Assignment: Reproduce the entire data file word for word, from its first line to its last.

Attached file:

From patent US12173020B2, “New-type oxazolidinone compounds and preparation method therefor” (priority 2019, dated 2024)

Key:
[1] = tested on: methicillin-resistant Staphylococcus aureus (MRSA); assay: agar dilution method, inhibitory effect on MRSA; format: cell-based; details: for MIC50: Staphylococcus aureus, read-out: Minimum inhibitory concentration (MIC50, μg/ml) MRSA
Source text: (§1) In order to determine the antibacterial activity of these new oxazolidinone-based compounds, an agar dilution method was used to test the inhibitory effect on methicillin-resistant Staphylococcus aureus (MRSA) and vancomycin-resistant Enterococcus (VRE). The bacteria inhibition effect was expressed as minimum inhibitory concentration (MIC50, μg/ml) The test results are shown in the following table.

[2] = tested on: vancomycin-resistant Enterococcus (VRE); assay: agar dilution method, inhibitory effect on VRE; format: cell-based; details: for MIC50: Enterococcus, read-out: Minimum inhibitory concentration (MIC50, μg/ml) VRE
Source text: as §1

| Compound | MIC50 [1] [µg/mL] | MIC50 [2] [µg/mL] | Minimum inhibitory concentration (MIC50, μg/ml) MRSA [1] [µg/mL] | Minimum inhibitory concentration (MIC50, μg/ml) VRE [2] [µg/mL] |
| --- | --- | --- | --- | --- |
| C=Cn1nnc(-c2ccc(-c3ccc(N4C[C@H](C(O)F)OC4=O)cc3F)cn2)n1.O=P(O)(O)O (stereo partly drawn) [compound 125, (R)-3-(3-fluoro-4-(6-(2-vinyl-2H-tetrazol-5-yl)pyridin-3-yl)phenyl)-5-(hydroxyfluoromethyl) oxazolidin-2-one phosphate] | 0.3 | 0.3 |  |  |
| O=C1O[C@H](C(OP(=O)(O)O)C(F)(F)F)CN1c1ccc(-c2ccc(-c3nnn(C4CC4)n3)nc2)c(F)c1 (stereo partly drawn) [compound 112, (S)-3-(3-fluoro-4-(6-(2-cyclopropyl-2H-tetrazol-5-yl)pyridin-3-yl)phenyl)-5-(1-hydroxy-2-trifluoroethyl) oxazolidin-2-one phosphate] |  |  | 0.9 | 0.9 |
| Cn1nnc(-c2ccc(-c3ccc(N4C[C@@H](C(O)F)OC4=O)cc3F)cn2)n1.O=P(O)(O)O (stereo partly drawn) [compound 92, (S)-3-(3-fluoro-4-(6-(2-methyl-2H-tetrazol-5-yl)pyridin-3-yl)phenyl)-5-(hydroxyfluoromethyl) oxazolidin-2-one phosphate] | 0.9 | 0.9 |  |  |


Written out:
From patent US12173020B2, “New-type oxazolidinone compounds and preparation method therefor” (priority 2019, dated 2024)

Key:
[1] = tested on: methicillin-resistant Staphylococcus aureus (MRSA); assay: agar dilution method, inhibitory effect on MRSA; format: cell-based; details: for MIC50: Staphylococcus aureus, read-out: Minimum inhibitory concentration (MIC50, μg/ml) MRSA
Source text: (§1) In order to determine the antibacterial activity of these new oxazolidinone-based compounds, an agar dilution method was used to test the inhibitory effect on methicillin-resistant Staphylococcus aureus (MRSA) and vancomycin-resistant Enterococcus (VRE). The bacteria inhibition effect was expressed as minimum inhibitory concentration (MIC50, μg/ml) The test results are shown in the following table.

[2] = tested on: vancomycin-resistant Enterococcus (VRE); assay: agar dilution method, inhibitory effect on VRE; format: cell-based; details: for MIC50: Enterococcus, read-out: Minimum inhibitory concentration (MIC50, μg/ml) VRE
Source text: as §1

| Compound | MIC50 [1] [µg/mL] | MIC50 [2] [µg/mL] | Minimum inhibitory concentration (MIC50, μg/ml) MRSA [1] [µg/mL] | Minimum inhibitory concentration (MIC50, μg/ml) VRE [2] [µg/mL] |
| --- | --- | --- | --- | --- |
| C=Cn1nnc(-c2ccc(-c3ccc(N4C[C@H](C(O)F)OC4=O)cc3F)cn2)n1.O=P(O)(O)O (stereo partly drawn) [compound 125, (R)-3-(3-fluoro-4-(6-(2-vinyl-2H-tetrazol-5-yl)pyridin-3-yl)phenyl)-5-(hydroxyfluoromethyl) oxazolidin-2-one phosphate] | 0.3 | 0.3 |  |  |
| O=C1O[C@H](C(OP(=O)(O)O)C(F)(F)F)CN1c1ccc(-c2ccc(-c3nnn(C4CC4)n3)nc2)c(F)c1 (stereo partly drawn) [compound 112, (S)-3-(3-fluoro-4-(6-(2-cyclopropyl-2H-tetrazol-5-yl)pyridin-3-yl)phenyl)-5-(1-hydroxy-2-trifluoroethyl) oxazolidin-2-one phosphate] |  |  | 0.9 | 0.9 |
| Cn1nnc(-c2ccc(-c3ccc(N4C[C@@H](C(O)F)OC4=O)cc3F)cn2)n1.O=P(O)(O)O (stereo partly drawn) [compound 92, (S)-3-(3-fluoro-4-(6-(2-methyl-2H-tetrazol-5-yl)pyridin-3-yl)phenyl)-5-(hydroxyfluoromethyl) oxazolidin-2-one phosphate] | 0.9 | 0.9 |  |  |